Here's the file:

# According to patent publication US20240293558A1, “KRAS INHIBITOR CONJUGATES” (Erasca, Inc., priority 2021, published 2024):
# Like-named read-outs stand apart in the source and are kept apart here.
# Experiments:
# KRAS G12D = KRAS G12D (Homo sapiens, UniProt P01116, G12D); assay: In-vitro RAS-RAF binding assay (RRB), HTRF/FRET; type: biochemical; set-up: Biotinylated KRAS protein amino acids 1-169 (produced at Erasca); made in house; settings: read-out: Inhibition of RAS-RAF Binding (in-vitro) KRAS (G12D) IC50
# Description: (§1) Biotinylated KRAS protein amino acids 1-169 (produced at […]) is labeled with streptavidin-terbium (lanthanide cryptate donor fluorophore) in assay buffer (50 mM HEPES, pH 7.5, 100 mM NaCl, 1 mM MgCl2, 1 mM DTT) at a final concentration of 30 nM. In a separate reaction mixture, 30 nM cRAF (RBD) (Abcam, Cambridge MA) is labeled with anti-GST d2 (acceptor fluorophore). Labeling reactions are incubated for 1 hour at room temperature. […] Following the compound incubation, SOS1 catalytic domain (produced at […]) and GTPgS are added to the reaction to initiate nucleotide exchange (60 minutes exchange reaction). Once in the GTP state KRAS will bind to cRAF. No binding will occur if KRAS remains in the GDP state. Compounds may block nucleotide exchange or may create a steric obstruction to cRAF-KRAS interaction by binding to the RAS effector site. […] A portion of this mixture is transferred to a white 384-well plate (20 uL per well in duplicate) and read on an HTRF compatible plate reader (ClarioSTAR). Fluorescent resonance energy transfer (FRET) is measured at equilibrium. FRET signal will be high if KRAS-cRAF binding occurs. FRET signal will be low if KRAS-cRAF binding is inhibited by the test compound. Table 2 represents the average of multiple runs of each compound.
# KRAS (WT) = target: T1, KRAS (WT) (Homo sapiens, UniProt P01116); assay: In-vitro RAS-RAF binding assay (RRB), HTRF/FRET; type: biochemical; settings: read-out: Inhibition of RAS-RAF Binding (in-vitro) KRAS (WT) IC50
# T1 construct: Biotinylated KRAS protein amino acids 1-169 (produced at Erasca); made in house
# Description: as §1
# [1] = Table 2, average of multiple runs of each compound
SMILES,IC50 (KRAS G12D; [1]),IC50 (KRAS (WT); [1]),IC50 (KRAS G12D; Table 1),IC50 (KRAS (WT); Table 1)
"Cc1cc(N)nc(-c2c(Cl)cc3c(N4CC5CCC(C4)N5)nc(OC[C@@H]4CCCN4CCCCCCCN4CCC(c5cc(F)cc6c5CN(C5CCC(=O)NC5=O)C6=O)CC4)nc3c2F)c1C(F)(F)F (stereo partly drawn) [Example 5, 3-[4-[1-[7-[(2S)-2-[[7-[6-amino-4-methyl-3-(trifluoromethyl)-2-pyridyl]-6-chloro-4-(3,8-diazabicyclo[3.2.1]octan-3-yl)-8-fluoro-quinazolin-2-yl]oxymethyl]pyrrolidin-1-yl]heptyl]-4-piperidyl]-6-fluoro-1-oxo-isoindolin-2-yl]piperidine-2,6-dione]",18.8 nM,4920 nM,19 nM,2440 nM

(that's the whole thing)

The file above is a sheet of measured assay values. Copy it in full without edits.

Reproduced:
# According to patent publication US20240293558A1, “KRAS INHIBITOR CONJUGATES” (Erasca, Inc., priority 2021, published 2024):
# Like-named read-outs stand apart in the source and are kept apart here.
# Experiments:
# KRAS G12D = KRAS G12D (Homo sapiens, UniProt P01116, G12D); assay: In-vitro RAS-RAF binding assay (RRB), HTRF/FRET; type: biochemical; set-up: Biotinylated KRAS protein amino acids 1-169 (produced at Erasca); made in house; settings: read-out: Inhibition of RAS-RAF Binding (in-vitro) KRAS (G12D) IC50
# Description: (§1) Biotinylated KRAS protein amino acids 1-169 (produced at […]) is labeled with streptavidin-terbium (lanthanide cryptate donor fluorophore) in assay buffer (50 mM HEPES, pH 7.5, 100 mM NaCl, 1 mM MgCl2, 1 mM DTT) at a final concentration of 30 nM. In a separate reaction mixture, 30 nM cRAF (RBD) (Abcam, Cambridge MA) is labeled with anti-GST d2 (acceptor fluorophore). Labeling reactions are incubated for 1 hour at room temperature. […] Following the compound incubation, SOS1 catalytic domain (produced at […]) and GTPgS are added to the reaction to initiate nucleotide exchange (60 minutes exchange reaction). Once in the GTP state KRAS will bind to cRAF. No binding will occur if KRAS remains in the GDP state. Compounds may block nucleotide exchange or may create a steric obstruction to cRAF-KRAS interaction by binding to the RAS effector site. […] A portion of this mixture is transferred to a white 384-well plate (20 uL per well in duplicate) and read on an HTRF compatible plate reader (ClarioSTAR). Fluorescent resonance energy transfer (FRET) is measured at equilibrium. FRET signal will be high if KRAS-cRAF binding occurs. FRET signal will be low if KRAS-cRAF binding is inhibited by the test compound. Table 2 represents the average of multiple runs of each compound.
# KRAS (WT) = target: T1, KRAS (WT) (Homo sapiens, UniProt P01116); assay: In-vitro RAS-RAF binding assay (RRB), HTRF/FRET; type: biochemical; settings: read-out: Inhibition of RAS-RAF Binding (in-vitro) KRAS (WT) IC50
# T1 construct: Biotinylated KRAS protein amino acids 1-169 (produced at Erasca); made in house
# Description: as §1
# [1] = Table 2, average of multiple runs of each compound
SMILES,IC50 (KRAS G12D; [1]),IC50 (KRAS (WT); [1]),IC50 (KRAS G12D; Table 1),IC50 (KRAS (WT); Table 1)
"Cc1cc(N)nc(-c2c(Cl)cc3c(N4CC5CCC(C4)N5)nc(OC[C@@H]4CCCN4CCCCCCCN4CCC(c5cc(F)cc6c5CN(C5CCC(=O)NC5=O)C6=O)CC4)nc3c2F)c1C(F)(F)F (stereo partly drawn) [Example 5, 3-[4-[1-[7-[(2S)-2-[[7-[6-amino-4-methyl-3-(trifluoromethyl)-2-pyridyl]-6-chloro-4-(3,8-diazabicyclo[3.2.1]octan-3-yl)-8-fluoro-quinazolin-2-yl]oxymethyl]pyrrolidin-1-yl]heptyl]-4-piperidyl]-6-fluoro-1-oxo-isoindolin-2-yl]piperidine-2,6-dione]",18.8 nM,4920 nM,19 nM,2440 nM